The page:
There is no such thing as Despair
We have already explained that there is no such thing as despair at all in the world. Even when a person sees himself as being very far from Hashem, he can still revitalize himself with this itself, that he knows his distance. It’s possible that he could have been so far that he wouldn’t have even realized it. This, that he at least knows how far he has fallen, is very treasured by Hashem, even if he actually has fallen. And so, it is appropriate to rejuvenate himself with this awareness, and with it to find encouragement and strength to continue doing whatever he can still do in Avodas Hashem.
Meshivas Nefesh 40, based on Likutei Moharan II 68
There is No Such Thing as Despair
“There is no such thing as despair in the world” – sometimes it seems as if this cry which emerged from the Rebbe’s mouth was intended for heartbroken and miserable people who are fed up with their lives. But the truth is that despair takes hold of almost everybody. ‘Despair’ could mean a cooling down in Avodas Hashem, which a person has from seeing how his Torah study, prayers, and other Mitzvos don’t have any vitality to them. It might also be seeing how since he’s failed so many times to conduct himself in holiness, in his eating or in other matters, he abandons working on those things and he begins to perceive materialism as totally fine.
Even though he recognizes and admits to the importance of Avodas Hashem and the severity of sin, in practicality he’s given up on continuing to persevere. This is what is meant by despair – when it seems as if it’s impossible to connect to Hashem while unsuccessful in Avodah.
Why does a person cool off from his goals in Avodas Hashem? The reason why is because it’s difficult for a person to live with a deficiency and to admit to it. The lack obligates him in his life, and that breaks his spirit. To deal with these feelings, the Rebbe reveals the following awesome advice: One should know that just this, that he knows about his deficiencies and his distance from Hashem, with this alone he can already revitalize himself and find happiness, since at least he doesn’t allow himself to live in hiding from Hashem.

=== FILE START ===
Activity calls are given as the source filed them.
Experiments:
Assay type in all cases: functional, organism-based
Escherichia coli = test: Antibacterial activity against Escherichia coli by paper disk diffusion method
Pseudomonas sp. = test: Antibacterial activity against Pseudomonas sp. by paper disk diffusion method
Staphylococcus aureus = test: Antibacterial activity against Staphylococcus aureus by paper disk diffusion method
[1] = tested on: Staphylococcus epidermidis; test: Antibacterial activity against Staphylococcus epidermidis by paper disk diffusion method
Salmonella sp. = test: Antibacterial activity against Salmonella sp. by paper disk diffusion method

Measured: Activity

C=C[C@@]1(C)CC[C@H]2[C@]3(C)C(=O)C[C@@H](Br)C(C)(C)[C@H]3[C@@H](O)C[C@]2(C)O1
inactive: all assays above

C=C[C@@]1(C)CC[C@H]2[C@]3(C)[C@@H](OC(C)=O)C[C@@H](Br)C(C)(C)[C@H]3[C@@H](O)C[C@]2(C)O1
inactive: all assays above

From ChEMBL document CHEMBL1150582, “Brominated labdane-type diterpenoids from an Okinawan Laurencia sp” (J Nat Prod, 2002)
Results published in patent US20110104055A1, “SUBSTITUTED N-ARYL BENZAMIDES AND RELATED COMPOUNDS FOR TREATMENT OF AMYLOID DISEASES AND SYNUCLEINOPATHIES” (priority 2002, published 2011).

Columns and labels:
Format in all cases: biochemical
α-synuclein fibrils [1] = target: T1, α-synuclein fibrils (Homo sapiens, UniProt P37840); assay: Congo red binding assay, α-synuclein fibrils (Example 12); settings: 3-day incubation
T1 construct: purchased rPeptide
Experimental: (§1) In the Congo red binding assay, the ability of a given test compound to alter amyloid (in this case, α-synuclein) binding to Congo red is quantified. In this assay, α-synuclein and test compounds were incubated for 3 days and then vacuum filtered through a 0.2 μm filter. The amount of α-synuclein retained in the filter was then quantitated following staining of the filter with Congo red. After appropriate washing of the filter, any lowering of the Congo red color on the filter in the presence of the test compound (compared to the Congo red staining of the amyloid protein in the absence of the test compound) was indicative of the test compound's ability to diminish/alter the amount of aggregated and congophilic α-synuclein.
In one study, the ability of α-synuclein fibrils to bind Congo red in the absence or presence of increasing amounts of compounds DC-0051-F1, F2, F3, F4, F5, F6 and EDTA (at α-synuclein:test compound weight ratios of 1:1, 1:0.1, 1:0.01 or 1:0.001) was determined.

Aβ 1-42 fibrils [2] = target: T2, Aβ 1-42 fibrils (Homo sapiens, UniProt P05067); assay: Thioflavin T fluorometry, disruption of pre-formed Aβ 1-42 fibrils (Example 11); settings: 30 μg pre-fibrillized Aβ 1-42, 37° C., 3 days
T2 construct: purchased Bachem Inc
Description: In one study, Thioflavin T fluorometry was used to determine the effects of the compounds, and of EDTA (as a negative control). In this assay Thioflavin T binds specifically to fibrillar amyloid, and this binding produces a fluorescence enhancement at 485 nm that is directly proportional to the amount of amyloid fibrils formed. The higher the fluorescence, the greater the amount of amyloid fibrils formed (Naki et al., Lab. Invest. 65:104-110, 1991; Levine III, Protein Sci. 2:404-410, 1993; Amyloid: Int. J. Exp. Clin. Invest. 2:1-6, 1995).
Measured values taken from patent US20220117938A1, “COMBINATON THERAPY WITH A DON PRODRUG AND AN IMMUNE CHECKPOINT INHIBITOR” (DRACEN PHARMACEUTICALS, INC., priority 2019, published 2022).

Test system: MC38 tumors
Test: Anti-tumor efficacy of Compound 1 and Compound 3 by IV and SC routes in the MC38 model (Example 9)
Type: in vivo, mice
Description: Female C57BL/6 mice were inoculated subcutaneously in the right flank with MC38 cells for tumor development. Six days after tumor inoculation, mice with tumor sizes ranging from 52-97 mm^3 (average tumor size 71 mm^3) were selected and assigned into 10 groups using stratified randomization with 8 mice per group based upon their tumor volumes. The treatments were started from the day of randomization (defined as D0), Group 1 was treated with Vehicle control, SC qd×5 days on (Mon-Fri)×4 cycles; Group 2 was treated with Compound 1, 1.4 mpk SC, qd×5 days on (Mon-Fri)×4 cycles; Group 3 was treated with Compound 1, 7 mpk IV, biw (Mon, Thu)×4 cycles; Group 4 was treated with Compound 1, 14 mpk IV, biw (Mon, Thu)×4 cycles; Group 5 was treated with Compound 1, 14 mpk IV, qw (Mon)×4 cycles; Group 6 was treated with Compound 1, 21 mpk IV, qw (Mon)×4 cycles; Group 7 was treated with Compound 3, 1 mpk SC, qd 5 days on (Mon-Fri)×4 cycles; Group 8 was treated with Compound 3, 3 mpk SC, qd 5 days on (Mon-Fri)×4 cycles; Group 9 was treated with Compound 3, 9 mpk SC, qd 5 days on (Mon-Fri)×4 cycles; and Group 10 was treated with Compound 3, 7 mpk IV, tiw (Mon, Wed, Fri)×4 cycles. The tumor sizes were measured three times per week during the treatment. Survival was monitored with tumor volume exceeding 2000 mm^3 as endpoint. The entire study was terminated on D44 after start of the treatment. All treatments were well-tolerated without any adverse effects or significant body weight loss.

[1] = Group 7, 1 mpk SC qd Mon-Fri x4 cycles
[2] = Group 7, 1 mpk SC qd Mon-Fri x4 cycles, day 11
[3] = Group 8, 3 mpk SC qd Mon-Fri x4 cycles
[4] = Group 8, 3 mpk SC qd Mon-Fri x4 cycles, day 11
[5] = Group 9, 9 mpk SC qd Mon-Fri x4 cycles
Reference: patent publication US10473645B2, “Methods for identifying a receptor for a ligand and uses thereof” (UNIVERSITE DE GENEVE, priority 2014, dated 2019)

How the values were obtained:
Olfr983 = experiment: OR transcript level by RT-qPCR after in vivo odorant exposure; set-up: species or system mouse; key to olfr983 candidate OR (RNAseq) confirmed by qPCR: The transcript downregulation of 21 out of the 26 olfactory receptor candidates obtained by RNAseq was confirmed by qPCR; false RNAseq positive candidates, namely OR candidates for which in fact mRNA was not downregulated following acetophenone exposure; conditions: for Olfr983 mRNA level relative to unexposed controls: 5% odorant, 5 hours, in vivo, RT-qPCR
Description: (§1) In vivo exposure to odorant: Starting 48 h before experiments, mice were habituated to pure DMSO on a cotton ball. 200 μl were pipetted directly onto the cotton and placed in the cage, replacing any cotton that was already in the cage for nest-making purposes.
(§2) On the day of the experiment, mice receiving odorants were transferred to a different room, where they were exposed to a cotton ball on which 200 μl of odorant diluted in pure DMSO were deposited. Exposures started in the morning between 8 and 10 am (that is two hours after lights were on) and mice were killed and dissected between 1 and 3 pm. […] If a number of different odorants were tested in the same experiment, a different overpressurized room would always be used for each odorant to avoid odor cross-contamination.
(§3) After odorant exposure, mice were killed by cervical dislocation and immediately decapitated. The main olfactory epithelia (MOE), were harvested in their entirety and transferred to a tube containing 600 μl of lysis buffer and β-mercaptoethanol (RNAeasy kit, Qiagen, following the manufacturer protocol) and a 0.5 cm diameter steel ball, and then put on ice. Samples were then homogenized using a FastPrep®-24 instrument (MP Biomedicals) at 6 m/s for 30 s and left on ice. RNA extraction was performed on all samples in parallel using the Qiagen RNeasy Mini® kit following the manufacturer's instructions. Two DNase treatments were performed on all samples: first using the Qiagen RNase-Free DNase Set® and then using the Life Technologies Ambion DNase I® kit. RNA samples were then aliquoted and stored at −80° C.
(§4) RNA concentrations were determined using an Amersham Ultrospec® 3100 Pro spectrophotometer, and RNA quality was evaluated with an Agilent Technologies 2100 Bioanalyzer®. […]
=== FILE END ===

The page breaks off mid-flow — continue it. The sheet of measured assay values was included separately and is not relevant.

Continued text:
Therefore, the main toil of the Tzaddikim is to introduce new ways of thinking into a person’s mind, in order that he should know what Hashem really wants from him. Even if a person sees that it’s impossible that he should ever reach certain levels, still, “There is no such thing as despair at all in the world.” Don’t become cold, and don’t raise your hands in defeat, even if you see that you are failing and unsuccessful. There is an immense difference between somebody that already doesn’t want to enter into the ways of holiness, to someone who lives with the truth even if he sees that he is far from it.
When a person accepts the teachings of the Tzaddikim into his heart, on one hand he acquires the ability to see where he is really holding, and on the other hand, he reprimands himself properly when needed, by being very careful not to fall into unhappiness. He knows how to view his existence through other lenses.
With this he can connect to Hashem even in the midst of failure. He can be strong to start doing whatever he still can, to grab a few good deeds and to keep away from sin as much as he can, with the recognition that he is close to Hashem even if in truth he knows how far he still is.
Somebody who doesn’t actually try to climb from his fall, and allows himself to fall into despair and “coolness” in his Avodas Hashem, won’t understand the advice being offered here. What does it help him to know if he’s far from Hashem? But someone who tries to wage a battle feels what a powerful, essential message is contained within this advice. It reveals to us an incredibly deep insight as to how a person can bring himself to happiness specifically from being distant, by viewing the situation differently, and thereby being motivated to battle further.
Being sensible enough to make oneself joyous and know that he’s close to Hashem through knowing his distance and not denying it, in itself will give him the strength to break through all the curtains and enter the gates of Kedushah. He doesn’t become distant as a result of the fall; on the contrary, he starts to feel closer to Hashem with this new way of viewing his situation.